How Community First Credit Union Lends to Kids
Credit Unions

Starting Early: Inside Community First’s Youth Agriculture Lending Program

Young entrepreneurs with agricultural aspirations need serious capital to get a jump-start on their business ideas. In reality, it takes significant cash to buy the animals and supplies needed to get started. In this month’s Credit Union (CU) Tracker, Community First Credit Union’s Member Development Specialist Rebecca Nystrom Brito discusses how the CU’s youth loan program funds aspiring farmers, while preparing them for long-term financial success.

Sometimes eight-year-olds need $2,500 loans, and the credit unions that can provide them – thus putting young entrepreneurs on the path to future financial success – stand to win lifetime members. Such cash infusions are real needs for children across the U.S. who participate in 4-H, Future Farmers of America (FFA) or other programs that encourage young farmers to raise their own livestock for sale at county fairs.

Caring for animals comes with hefty expenses like buying feed and other supplies, and parents often do not have the resources necessary to get their kids started. Families with multiple kids in such programs may need to spend $6,000 to $8,000 all at once, explained Rebecca Nystrom Brito, member development specialist at Community First Credit Union.

The California-based CU sought to solve these problems by launching a financial support program to supply children and teens with loans while also teaching them smart money management. 

“A lot of these kids do go into the agriculture industry, and many of them come back [to Community First], especially when they’re starting businesses or joining their families’ businesses, whether they’re looking for business accounts or loans,” Nystrom Brito said. 

Tailoring Loans to Young Entrepreneurs 

Community First has been offering youth agriculture loans of $100 to $2,500 at 0 percent interest for five years. Aspiring farmers receive loans, learn how to use debit cards and write checks and receive assistance with business plans and managing budgets. Approximately half of the participants return for new loans the following year, something that is especially true for high schoolers.

Loans are typically issued in March or April, with repayment due after local county fairs in September and October. The average customer uses most of the loaned value, but often earns back twice the principal at sale. Community First encourages borrowers to put their profits into special-rate savings accounts for their college tuitions, first cars or next year’s livestock expenses.

The CU reports that participation in the program is growing, and that it loaned out $320,000 to approximately 150 teenagers and 50 younger children this spring alone. Demand is expected to grow even further in the future.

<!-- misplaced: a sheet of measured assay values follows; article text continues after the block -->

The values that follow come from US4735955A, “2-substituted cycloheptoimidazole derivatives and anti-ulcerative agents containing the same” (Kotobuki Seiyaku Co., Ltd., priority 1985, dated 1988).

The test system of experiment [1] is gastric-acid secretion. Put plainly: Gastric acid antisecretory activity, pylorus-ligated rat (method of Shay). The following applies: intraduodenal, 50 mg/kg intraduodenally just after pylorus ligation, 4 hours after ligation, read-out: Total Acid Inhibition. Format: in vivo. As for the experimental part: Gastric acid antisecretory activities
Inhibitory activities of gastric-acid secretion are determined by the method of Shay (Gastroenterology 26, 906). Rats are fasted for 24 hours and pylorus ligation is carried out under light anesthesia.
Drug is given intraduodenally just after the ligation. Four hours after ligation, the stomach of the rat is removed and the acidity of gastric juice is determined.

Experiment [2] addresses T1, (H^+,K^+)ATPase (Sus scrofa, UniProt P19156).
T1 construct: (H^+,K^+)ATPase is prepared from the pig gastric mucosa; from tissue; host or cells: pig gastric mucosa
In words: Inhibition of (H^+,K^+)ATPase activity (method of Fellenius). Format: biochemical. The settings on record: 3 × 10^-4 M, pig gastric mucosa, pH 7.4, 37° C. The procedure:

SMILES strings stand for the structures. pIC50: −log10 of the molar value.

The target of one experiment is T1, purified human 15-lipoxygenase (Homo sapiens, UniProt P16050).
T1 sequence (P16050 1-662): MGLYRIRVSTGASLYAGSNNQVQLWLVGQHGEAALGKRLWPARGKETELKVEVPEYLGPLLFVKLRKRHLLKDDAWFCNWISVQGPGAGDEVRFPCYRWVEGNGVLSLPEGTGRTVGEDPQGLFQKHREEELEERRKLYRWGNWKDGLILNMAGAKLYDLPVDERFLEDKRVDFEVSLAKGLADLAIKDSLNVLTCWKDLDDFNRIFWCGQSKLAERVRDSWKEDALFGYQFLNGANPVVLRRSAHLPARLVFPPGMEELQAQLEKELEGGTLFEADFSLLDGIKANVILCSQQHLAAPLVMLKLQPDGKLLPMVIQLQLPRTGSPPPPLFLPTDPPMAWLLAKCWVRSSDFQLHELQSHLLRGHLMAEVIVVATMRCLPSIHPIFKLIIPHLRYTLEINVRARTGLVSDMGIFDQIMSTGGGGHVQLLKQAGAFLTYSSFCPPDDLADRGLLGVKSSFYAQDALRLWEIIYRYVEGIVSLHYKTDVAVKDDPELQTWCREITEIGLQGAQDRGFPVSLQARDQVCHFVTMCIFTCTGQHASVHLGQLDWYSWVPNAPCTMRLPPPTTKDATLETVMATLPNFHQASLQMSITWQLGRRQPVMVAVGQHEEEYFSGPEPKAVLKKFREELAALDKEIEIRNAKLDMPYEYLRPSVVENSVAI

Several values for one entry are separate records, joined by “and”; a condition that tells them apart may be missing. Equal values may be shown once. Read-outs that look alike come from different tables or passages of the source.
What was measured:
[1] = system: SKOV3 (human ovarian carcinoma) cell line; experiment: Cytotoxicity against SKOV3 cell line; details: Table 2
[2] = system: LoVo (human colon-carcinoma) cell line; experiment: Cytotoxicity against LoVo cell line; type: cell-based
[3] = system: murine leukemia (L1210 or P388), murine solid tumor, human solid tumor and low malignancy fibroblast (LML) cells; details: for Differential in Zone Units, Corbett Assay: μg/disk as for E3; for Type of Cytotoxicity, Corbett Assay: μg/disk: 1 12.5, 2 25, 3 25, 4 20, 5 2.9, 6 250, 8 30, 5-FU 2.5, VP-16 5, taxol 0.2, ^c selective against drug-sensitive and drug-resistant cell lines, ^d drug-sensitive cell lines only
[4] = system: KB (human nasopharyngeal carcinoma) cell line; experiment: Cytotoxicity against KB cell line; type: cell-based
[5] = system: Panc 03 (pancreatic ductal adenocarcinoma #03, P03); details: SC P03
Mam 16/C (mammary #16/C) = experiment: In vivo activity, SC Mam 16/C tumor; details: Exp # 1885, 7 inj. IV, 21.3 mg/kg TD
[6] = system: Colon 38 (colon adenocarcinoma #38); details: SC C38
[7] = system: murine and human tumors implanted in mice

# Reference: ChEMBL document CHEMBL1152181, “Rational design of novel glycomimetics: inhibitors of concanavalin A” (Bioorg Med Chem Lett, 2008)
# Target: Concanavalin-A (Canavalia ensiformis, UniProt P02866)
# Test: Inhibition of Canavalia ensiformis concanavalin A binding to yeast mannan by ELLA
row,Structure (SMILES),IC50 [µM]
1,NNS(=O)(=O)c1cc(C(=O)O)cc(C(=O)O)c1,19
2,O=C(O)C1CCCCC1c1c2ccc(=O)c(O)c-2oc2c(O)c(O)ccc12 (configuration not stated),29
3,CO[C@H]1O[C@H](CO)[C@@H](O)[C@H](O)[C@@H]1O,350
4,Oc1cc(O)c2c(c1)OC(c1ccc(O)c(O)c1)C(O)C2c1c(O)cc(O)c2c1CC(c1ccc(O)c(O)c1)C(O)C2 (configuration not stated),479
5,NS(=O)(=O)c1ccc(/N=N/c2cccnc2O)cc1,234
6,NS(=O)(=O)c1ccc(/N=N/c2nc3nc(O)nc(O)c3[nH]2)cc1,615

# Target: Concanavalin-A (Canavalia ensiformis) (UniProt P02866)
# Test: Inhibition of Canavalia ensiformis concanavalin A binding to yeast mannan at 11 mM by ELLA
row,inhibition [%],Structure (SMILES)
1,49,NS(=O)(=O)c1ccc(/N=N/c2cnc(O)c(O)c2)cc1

Security and Long-Lasting Impact 

There is some risk when it comes to offering loans to young members. Parents cosign the loans, but Community First emphasizes that young members should have the experience of treating these loans as their first financial obligations. No students involved in the program have failed to sell at county fairs or repay their loans, but some have needed to negotiate extensions due to issues with livestock or delays in receiving payments, Nystrom Brito noted. 

“These are animals – things do happen,” she said. “Our rule of thumb has always been, as long as you give us a call and tell us what’s going on, we’ll work with you and you won’t get in trouble.” 

Children’s inexperience often shows through, too. The CU once had an issue in which a child was so excited to receive a debit card that they posted a photo of it on social media, number included. Despite the challenges of serving children, programs like these can be valuable tools when it comes to teaching responsible financial habits and awareness. Giving financial familiarity to children is an asset, and the program also starts them off with credit histories that can give them an advantage later in life.

“When they’re going off to get their first credit card or auto loan, they have an established [credit] score so they’re not starting from scratch. [They will] have a leg up on everyone else,” she said. “We’ve even had kids come back and say, ‘I got a job because they ran my credit and I had a score.’”

Many consumers who participated in the program as teenagers often return to the CU for credit cards, auto loans and other services.

Their established relationship with the FI and their understanding of loans and the repayment experience make it easier for Community First to approve their applications. 

Technology Tools 

Providing the right digital tools has enabled the CU to extend its youth agriculture loans to more of its members. New customers are required to visit one of Community First’s 11 branches to learn about and enroll in the program, but it can be hard for parents to fit a visit into their schedules. An electronic signing service allows children whose parents live or work far from the CU to participate.

“If someone works in the Bay Area, there’s no way they’ll get back to Sonoma County by 5:30 with traffic,” Nystrom Brito noted. 

Youth members also tend to be smartphone-savvy, and many returning borrowers take advantage of the opportunity to apply online. 

Community First may not be making money off its zero-interest youth agriculture loans, but programs like these pull in new customers, foster loyalty and boost financial literacy among younger members of the community. When the unseasoned eight-year-old who applies for a loan this year returns next year, she is likely to return as a smarter customer – and one who is likely to keep returning for years to come. 


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